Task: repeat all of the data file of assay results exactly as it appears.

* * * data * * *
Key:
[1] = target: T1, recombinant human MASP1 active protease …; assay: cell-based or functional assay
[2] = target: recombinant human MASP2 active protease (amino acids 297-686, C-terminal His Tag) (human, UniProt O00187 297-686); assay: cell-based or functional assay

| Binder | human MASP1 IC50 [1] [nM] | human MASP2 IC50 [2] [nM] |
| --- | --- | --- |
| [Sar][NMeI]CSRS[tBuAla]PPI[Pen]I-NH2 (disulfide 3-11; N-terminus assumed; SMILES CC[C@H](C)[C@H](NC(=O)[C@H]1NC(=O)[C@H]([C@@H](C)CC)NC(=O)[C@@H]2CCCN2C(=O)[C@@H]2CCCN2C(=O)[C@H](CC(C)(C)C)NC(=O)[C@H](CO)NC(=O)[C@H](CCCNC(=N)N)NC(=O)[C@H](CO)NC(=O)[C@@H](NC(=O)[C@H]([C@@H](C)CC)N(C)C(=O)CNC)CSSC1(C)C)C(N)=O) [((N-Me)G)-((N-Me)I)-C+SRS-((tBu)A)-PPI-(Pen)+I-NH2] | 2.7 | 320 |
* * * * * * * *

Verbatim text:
Key:
[1] = target: T1, recombinant human MASP1 active protease …; assay: cell-based or functional assay
[2] = target: recombinant human MASP2 active protease (amino acids 297-686, C-terminal His Tag) (human, UniProt O00187 297-686); assay: cell-based or functional assay

| Binder | human MASP1 IC50 [1] [nM] | human MASP2 IC50 [2] [nM] |
| --- | --- | --- |
| [Sar][NMeI]CSRS[tBuAla]PPI[Pen]I-NH2 (disulfide 3-11; N-terminus assumed; SMILES CC[C@H](C)[C@H](NC(=O)[C@H]1NC(=O)[C@H]([C@@H](C)CC)NC(=O)[C@@H]2CCCN2C(=O)[C@@H]2CCCN2C(=O)[C@H](CC(C)(C)C)NC(=O)[C@H](CO)NC(=O)[C@H](CCCNC(=N)N)NC(=O)[C@H](CO)NC(=O)[C@@H](NC(=O)[C@H]([C@@H](C)CC)N(C)C(=O)CNC)CSSC1(C)C)C(N)=O) [((N-Me)G)-((N-Me)I)-C+SRS-((tBu)A)-PPI-(Pen)+I-NH2] | 2.7 | 320 |